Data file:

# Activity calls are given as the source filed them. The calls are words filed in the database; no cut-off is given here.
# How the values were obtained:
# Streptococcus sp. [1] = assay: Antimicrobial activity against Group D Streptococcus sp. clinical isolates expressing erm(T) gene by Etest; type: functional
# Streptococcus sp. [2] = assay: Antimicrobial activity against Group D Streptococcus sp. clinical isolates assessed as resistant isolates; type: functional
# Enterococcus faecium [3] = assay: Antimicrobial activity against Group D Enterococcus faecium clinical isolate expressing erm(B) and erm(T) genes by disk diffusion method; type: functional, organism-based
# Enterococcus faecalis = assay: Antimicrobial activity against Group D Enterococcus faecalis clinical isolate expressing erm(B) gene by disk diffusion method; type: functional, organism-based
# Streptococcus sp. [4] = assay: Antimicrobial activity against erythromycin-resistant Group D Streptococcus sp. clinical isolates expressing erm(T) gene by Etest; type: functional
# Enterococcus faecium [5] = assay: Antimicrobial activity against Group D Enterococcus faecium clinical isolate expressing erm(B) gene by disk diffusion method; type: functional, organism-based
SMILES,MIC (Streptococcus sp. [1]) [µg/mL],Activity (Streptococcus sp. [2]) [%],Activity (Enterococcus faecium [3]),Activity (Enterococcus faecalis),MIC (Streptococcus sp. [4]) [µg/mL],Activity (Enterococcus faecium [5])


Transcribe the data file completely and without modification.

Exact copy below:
# Activity calls are given as the source filed them. The calls are words filed in the database; no cut-off is given here.
# How the values were obtained:
# Streptococcus sp. [1] = assay: Antimicrobial activity against Group D Streptococcus sp. clinical isolates expressing erm(T) gene by Etest; type: functional
# Streptococcus sp. [2] = assay: Antimicrobial activity against Group D Streptococcus sp. clinical isolates assessed as resistant isolates; type: functional
# Enterococcus faecium [3] = assay: Antimicrobial activity against Group D Enterococcus faecium clinical isolate expressing erm(B) and erm(T) genes by disk diffusion method; type: functional, organism-based
# Enterococcus faecalis = assay: Antimicrobial activity against Group D Enterococcus faecalis clinical isolate expressing erm(B) gene by disk diffusion method; type: functional, organism-based
# Streptococcus sp. [4] = assay: Antimicrobial activity against erythromycin-resistant Group D Streptococcus sp. clinical isolates expressing erm(T) gene by Etest; type: functional
# Enterococcus faecium [5] = assay: Antimicrobial activity against Group D Enterococcus faecium clinical isolate expressing erm(B) gene by disk diffusion method; type: functional, organism-based
SMILES,MIC (Streptococcus sp. [1]) [µg/mL],Activity (Streptococcus sp. [2]) [%],Activity (Enterococcus faecium [3]),Activity (Enterococcus faecalis),MIC (Streptococcus sp. [4]) [µg/mL],Activity (Enterococcus faecium [5])